In this lesson on algebra exponents are covered. Get information and algebra exponents practice here.
Exponents are numbers that have been multiplied by themselves. For instance, 3 · 3 · 3 · 3 could be written as the exponent 34: the number 3 has been multiplied by itself 4 times.
Exponents are useful because they let us write long numbers in a shortened form. For instance, this number is very large:
But you could write it this way as an exponent:
It also works for small numbers with many decimal places. For instance, this number is very small but has many digits:
It also could be written as an exponent:
Scientists often use exponents to convey very large numbers and very small ones. You'll see them often in algebra problems too. Watch this short video from Khan Academy to learn more about what exponents are and how to calculate them.
As you saw in the video, exponents are written like this: 43 (you'd read it as 4 to the 3rd power). All exponents have two parts: the base, which is the number being multiplied; and the power, which is the number of times you multiply the base.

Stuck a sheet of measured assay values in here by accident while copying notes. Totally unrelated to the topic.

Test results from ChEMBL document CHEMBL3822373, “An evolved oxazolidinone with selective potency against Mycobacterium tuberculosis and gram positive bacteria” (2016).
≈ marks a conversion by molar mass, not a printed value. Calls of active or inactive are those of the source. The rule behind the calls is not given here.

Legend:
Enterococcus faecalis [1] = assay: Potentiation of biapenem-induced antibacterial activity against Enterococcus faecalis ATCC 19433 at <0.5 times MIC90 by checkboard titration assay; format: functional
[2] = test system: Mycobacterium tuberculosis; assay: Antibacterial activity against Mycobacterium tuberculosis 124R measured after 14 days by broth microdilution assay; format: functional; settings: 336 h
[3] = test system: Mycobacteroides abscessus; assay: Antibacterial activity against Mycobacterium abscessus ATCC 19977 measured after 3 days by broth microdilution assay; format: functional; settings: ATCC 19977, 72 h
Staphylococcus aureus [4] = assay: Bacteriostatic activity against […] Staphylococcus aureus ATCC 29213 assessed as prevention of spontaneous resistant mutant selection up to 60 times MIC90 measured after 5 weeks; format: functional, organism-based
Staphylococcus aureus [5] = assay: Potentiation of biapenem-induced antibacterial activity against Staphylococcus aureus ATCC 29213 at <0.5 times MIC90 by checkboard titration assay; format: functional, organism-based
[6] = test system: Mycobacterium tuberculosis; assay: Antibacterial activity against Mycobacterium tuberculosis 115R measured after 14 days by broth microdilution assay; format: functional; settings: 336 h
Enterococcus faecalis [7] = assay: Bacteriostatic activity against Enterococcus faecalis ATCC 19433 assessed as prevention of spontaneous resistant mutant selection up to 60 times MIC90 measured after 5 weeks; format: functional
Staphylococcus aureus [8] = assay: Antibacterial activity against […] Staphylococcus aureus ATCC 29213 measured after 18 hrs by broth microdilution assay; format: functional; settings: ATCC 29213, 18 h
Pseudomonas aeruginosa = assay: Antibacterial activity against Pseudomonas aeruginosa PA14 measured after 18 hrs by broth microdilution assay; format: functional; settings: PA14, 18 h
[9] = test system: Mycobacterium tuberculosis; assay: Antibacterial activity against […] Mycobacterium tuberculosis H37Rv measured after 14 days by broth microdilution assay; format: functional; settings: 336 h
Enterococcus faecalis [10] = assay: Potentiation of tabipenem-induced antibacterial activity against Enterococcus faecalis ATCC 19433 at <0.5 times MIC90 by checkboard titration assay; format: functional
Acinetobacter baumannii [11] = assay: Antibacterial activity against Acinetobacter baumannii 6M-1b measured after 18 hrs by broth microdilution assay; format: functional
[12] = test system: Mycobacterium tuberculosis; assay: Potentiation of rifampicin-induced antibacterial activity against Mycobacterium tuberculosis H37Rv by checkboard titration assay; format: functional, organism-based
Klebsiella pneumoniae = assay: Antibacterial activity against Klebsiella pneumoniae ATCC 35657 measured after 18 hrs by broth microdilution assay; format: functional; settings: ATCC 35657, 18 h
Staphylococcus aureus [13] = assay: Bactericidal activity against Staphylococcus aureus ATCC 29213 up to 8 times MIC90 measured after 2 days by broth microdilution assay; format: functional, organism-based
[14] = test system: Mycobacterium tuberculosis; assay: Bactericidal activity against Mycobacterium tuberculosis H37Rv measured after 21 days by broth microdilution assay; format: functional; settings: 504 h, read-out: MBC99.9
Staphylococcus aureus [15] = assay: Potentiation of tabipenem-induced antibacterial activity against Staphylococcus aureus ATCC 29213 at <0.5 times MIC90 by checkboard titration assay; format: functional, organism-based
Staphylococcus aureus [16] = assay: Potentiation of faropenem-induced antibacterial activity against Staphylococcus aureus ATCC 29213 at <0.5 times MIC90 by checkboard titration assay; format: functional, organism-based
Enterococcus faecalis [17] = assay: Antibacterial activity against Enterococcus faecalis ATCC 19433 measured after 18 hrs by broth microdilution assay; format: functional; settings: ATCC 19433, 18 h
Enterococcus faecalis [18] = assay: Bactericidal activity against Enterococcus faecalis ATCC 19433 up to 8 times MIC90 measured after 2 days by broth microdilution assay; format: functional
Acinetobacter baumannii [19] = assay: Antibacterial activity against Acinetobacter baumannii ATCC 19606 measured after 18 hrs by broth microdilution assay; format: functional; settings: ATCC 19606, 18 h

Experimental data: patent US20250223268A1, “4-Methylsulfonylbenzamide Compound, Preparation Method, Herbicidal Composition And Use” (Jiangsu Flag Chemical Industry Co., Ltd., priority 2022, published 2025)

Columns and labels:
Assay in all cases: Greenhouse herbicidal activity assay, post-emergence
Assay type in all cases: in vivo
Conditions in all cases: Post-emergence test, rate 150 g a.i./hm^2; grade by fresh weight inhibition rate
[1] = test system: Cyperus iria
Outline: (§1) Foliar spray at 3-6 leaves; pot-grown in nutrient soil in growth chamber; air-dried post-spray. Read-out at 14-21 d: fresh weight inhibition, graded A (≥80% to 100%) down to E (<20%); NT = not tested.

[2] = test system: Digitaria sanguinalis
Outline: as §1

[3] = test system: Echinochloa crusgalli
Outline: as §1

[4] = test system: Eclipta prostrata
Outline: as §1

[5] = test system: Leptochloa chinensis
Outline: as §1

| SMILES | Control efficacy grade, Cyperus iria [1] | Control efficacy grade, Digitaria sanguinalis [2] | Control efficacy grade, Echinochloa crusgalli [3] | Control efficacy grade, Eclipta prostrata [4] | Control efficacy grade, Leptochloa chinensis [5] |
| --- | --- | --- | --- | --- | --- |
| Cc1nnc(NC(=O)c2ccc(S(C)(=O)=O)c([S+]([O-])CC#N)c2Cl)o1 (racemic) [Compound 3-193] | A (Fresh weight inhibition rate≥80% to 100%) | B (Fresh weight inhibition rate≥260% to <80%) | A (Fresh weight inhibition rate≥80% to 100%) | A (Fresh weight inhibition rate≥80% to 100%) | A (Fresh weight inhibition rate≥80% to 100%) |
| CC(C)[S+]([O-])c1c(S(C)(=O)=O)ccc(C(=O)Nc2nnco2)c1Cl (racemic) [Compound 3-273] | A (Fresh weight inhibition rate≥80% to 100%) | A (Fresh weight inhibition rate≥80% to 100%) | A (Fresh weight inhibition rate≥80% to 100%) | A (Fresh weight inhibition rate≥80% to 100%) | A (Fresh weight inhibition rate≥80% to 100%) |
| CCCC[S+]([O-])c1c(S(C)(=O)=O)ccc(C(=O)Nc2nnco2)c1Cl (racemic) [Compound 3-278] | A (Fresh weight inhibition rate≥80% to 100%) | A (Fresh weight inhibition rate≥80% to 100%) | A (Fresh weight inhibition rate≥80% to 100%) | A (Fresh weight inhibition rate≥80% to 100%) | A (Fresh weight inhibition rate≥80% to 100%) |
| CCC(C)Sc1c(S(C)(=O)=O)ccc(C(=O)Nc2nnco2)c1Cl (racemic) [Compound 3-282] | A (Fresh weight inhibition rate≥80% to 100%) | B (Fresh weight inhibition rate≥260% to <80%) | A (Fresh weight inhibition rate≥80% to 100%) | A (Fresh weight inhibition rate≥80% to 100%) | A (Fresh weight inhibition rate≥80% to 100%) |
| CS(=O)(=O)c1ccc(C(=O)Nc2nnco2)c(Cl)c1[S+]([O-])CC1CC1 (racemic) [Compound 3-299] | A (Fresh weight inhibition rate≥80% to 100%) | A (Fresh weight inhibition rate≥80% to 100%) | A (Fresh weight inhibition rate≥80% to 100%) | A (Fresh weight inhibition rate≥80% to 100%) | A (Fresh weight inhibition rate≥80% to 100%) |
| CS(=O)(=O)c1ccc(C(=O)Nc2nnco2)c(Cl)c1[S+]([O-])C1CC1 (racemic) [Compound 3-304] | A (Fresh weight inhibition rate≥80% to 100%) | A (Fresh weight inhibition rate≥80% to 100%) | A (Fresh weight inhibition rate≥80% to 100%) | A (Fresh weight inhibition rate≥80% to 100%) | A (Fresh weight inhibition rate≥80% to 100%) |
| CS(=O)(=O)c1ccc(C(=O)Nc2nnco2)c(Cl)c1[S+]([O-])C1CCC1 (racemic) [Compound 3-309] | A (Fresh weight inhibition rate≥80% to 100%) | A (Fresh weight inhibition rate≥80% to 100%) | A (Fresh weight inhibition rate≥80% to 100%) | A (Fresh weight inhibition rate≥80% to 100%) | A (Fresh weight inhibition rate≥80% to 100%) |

Because our base is 4 and our power is 3, we’ll need to multiply 4 by itself three times.
43 = 4 ⋅ 4 ⋅ 4 = 64
Because 4 · 4 · 4 is 64, 43 is equal to 64, too.
Occasionally, you might see the same exponent written like this: 5^3. Don’t worry, it’s exactly the same number—the base is the number to the left, and the power is the number to the right. Depending on the type of calculator you use—and especially if you’re using the calculator on your phone or computer—you may need to input the exponent this way to calculate it.
How would you simplify these exponents?
Don’t feel bad if you’re confused. Even if you feel comfortable with other exponents, it’s not obvious how to calculate ones with powers of 1 and 0. Luckily, these exponents follow simple rules:
That’s it! If you’re curious about why those rules work, this video from Khan Academy gives a good explanation.